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[the] mission was to train local architects, filling the void of architectural design expertise warranted by the burgeoning building industry, particularly during President Mohammad Ayub Khan's “Decade of Development” in Pakistan. Vrooman and his colleagues were supported by other expatriate architects including Daniel C Dunham (1962-67) and Jack R Yardley (1966-68), both of whom taught at the newly minted architecture programme in Dhaka.

Creating a new academic program was nothing short of a momentous achievement, especially against the backdrop of local and international politics that framed ground conditions in East Pakistan during the 1960s. First, Bengalis in East Pakistan were justifiably wary of West Pakistan's military junta (that took over power in 1958 and imposed martial law), viewed as reluctant to relinquish power to a majority-elected democratic government. The people of East Pakistan agitated for self-rule throughout the 1960s that ultimately led to the Liberation War of 1971. Second, during this period world politics were driven by Cold War era calculations in which superpowers sought to expand their spheres of influence.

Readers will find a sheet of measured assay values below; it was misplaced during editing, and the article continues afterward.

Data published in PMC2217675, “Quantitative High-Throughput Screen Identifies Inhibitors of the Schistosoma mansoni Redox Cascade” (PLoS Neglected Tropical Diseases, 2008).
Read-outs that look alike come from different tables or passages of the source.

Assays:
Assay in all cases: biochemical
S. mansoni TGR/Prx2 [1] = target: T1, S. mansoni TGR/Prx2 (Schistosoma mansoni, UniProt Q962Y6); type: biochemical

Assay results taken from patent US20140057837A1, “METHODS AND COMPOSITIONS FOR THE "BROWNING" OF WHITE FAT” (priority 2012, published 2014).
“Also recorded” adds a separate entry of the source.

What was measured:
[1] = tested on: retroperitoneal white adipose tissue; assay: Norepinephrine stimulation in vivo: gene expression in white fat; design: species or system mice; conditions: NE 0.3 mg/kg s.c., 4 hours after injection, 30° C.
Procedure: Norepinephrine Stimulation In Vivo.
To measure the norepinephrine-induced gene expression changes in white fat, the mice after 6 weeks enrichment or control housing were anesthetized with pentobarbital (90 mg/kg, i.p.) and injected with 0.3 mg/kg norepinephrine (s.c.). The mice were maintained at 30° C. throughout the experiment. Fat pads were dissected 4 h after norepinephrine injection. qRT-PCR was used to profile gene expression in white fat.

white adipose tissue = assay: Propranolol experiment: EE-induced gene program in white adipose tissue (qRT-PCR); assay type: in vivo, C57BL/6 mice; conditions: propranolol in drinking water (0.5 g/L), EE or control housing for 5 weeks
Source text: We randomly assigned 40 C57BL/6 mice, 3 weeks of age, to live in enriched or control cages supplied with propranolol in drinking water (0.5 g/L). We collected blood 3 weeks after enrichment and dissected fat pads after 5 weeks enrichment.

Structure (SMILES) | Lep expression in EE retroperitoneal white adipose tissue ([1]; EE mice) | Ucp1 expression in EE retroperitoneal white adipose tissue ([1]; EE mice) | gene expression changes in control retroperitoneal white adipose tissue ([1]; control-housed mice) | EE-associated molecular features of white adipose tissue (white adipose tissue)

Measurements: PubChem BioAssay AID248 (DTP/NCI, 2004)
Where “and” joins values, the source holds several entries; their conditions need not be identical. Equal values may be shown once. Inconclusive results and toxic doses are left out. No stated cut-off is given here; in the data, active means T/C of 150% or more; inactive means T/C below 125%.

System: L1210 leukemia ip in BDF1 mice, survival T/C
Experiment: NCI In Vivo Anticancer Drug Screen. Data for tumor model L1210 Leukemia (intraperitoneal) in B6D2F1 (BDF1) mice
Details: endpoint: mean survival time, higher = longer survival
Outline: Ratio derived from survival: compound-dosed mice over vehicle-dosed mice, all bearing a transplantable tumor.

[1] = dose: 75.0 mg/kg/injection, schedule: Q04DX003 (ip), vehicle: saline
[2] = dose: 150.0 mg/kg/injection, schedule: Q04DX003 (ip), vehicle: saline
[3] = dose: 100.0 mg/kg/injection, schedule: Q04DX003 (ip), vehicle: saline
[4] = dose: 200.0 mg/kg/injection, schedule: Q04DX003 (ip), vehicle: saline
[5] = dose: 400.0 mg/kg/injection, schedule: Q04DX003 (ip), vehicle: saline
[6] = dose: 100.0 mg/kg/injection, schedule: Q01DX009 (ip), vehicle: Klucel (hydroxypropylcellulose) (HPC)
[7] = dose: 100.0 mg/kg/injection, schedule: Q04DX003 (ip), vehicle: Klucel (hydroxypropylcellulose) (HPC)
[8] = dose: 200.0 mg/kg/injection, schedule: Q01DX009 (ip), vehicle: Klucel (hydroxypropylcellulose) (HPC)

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The year 1966 was memorable for two reasons. The five-year programme produced the maiden batch of five graduates. Second, six Bengali students, who went to the USA to study architecture under the USAID-Texas A&M University Participant Program, returned to Dhaka to teach. This not only enlarged the pool of qualified teachers, but also paved the way for local teachers to assume leadership at the Department of Architecture. By 1968 all the expatriate teachers left, bequeathing the responsibility of the Department to local teachers. Shah Alam Zahiruddin, who received his architecture degree from the University of Florida, took over as the second Dean of the Faculty of Architecture and Planning.

The construction of Vrooman's Architecture building began in 1964, more or less contemporaneously with Louis Kahn's Parliament building in Dhaka. Engineer Mohammed Saber Jafar, a graduate of Bengal Engineering and Science University at Shibpur, West Bengal (now Indian Institute of Engineering, Science and Technology, Shibpur), served as local architect for the project.

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